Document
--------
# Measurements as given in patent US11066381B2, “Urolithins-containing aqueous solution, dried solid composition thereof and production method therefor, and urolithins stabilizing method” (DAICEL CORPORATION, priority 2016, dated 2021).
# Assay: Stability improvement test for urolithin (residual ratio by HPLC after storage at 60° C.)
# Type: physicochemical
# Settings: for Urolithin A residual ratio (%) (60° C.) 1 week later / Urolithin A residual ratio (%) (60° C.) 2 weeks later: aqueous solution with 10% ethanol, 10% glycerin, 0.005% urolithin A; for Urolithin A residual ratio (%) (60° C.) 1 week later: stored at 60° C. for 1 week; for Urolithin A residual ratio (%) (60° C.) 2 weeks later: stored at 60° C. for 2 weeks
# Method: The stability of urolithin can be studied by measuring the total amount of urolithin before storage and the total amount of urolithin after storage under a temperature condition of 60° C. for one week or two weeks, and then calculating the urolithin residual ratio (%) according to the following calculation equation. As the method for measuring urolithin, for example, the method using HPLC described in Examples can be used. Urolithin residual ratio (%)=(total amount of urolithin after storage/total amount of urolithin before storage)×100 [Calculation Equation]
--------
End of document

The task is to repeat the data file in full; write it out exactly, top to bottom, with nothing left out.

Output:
# Measurements as given in patent US11066381B2, “Urolithins-containing aqueous solution, dried solid composition thereof and production method therefor, and urolithins stabilizing method” (DAICEL CORPORATION, priority 2016, dated 2021).
# Assay: Stability improvement test for urolithin (residual ratio by HPLC after storage at 60° C.)
# Type: physicochemical
# Settings: for Urolithin A residual ratio (%) (60° C.) 1 week later / Urolithin A residual ratio (%) (60° C.) 2 weeks later: aqueous solution with 10% ethanol, 10% glycerin, 0.005% urolithin A; for Urolithin A residual ratio (%) (60° C.) 1 week later: stored at 60° C. for 1 week; for Urolithin A residual ratio (%) (60° C.) 2 weeks later: stored at 60° C. for 2 weeks
# Method: The stability of urolithin can be studied by measuring the total amount of urolithin before storage and the total amount of urolithin after storage under a temperature condition of 60° C. for one week or two weeks, and then calculating the urolithin residual ratio (%) according to the following calculation equation. As the method for measuring urolithin, for example, the method using HPLC described in Examples can be used. Urolithin residual ratio (%)=(total amount of urolithin after storage/total amount of urolithin before storage)×100 [Calculation Equation]